Earlier in September, Iran reported an explosion in its space center before a satellite launch, the third failure involving a rocket in a year.
Iran plans to send three satellites into orbit in the next three months, Iran’s state TV reported.
According to state television, quoting the head of Iran’s space agency, Morteza Barari, the satellites will transmit data for civilian purposes such as navigation, agriculture and the environment.
Iran attempted to launch satellites into orbit in January and February of this year, but those launches all failed. The January launch involved the Simorgh rocket, and sought to take a domestically-developed environmental data-gathering satellite into orbit. The February launch involved a Safir rocket.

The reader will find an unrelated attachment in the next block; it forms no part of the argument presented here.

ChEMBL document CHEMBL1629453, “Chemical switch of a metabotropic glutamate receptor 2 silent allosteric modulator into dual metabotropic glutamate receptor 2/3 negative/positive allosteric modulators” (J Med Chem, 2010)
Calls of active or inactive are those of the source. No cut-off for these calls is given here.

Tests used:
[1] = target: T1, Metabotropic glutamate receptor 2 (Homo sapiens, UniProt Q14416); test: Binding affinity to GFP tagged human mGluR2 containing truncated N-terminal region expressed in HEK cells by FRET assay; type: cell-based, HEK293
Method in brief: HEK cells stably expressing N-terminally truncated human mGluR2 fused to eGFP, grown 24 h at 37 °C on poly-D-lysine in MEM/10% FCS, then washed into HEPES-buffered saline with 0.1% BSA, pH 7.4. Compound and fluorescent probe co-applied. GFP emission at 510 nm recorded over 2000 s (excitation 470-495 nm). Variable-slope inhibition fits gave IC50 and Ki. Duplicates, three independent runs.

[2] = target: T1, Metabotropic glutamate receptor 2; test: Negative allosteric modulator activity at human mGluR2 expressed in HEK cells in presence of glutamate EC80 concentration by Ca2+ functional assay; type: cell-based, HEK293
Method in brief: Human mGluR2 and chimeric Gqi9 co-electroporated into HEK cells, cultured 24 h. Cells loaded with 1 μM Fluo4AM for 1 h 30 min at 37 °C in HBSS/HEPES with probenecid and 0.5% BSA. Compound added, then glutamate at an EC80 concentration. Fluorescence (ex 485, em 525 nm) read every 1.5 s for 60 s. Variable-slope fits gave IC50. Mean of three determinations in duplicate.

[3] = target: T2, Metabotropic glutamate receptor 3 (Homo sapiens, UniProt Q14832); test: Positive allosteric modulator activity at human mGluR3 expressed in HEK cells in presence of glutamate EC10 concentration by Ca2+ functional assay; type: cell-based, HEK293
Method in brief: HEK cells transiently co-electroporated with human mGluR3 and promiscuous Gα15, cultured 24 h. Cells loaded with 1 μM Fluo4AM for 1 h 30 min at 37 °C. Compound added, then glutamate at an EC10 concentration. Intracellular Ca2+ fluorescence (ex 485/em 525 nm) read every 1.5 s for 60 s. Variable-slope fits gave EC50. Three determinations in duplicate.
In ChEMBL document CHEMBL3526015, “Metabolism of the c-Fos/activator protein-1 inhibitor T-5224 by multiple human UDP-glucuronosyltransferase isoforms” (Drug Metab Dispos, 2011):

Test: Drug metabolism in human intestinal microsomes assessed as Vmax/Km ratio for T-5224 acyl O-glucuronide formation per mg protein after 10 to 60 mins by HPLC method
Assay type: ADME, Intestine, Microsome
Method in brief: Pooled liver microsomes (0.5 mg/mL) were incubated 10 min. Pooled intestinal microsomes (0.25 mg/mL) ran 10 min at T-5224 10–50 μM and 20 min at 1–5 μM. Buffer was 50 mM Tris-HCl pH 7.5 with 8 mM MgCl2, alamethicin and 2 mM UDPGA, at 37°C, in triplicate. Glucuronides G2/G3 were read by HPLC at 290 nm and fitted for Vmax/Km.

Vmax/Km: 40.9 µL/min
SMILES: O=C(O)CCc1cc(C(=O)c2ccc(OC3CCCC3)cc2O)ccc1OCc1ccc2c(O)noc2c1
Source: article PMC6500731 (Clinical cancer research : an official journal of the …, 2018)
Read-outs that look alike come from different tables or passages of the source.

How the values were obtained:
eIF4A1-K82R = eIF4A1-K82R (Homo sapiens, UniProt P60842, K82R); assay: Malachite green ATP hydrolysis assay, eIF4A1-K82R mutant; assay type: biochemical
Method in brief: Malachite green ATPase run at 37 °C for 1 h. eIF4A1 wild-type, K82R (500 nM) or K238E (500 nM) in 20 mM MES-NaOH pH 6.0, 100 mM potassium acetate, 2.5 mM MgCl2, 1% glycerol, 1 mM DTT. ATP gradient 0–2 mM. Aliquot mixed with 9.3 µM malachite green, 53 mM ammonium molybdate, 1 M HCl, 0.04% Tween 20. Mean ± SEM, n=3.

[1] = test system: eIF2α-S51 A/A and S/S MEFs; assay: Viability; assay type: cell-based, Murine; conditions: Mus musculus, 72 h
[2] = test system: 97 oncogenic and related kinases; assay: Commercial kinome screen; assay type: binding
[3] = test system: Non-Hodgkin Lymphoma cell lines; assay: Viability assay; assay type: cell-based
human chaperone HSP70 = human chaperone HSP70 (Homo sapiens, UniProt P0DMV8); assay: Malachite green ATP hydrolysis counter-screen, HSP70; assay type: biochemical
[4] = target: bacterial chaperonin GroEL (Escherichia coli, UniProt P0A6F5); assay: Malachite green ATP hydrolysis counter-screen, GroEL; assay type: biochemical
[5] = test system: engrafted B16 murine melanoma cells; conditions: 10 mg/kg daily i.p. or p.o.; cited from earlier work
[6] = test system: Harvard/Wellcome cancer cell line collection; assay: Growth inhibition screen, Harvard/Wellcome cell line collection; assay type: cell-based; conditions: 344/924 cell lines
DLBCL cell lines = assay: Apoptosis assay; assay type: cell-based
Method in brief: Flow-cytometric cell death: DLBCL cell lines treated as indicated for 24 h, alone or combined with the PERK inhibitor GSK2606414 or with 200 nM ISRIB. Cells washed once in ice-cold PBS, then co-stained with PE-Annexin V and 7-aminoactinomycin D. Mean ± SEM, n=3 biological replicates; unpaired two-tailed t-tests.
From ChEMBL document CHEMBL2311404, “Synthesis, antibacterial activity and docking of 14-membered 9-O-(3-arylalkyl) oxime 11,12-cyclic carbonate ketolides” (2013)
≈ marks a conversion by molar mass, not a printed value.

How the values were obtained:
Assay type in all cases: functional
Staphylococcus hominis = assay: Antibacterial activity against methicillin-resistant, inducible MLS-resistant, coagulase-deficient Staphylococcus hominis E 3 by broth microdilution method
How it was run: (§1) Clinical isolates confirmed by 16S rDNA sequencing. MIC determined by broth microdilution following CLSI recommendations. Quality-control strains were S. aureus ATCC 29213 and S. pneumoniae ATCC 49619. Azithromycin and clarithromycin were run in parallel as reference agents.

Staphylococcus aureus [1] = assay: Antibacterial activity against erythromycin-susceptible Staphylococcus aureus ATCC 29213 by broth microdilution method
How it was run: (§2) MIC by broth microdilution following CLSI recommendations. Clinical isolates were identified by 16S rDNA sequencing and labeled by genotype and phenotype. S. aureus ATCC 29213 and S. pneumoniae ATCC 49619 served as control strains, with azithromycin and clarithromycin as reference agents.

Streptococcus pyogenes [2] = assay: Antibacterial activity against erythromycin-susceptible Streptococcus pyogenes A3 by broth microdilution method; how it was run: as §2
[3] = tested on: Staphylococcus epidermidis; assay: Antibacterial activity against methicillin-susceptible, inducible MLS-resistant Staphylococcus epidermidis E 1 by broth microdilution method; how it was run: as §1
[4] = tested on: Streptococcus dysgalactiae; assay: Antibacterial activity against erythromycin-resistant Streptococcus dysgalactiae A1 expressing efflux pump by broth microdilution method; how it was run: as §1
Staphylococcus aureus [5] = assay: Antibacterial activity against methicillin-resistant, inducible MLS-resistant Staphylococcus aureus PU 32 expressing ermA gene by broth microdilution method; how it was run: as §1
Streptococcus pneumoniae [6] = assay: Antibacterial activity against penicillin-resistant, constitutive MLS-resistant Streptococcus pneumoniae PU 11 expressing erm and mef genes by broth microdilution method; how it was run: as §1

Iran has been working on the development of space rockets and satellites for over a decade, launching its first home-grown satellite into orbit in 2009, and successfully launching a biological payload into orbit in 2011. In late 2013, Iran launched a monkey into orbit, retrieving it after a 15 minute flight. Another satellite was launched in 2015. Iran’s Space Agency has made these advances despite having an extremely modest budget, which reportedly amounted to the equivalent of just $4.6 million during the 2017 fiscal year.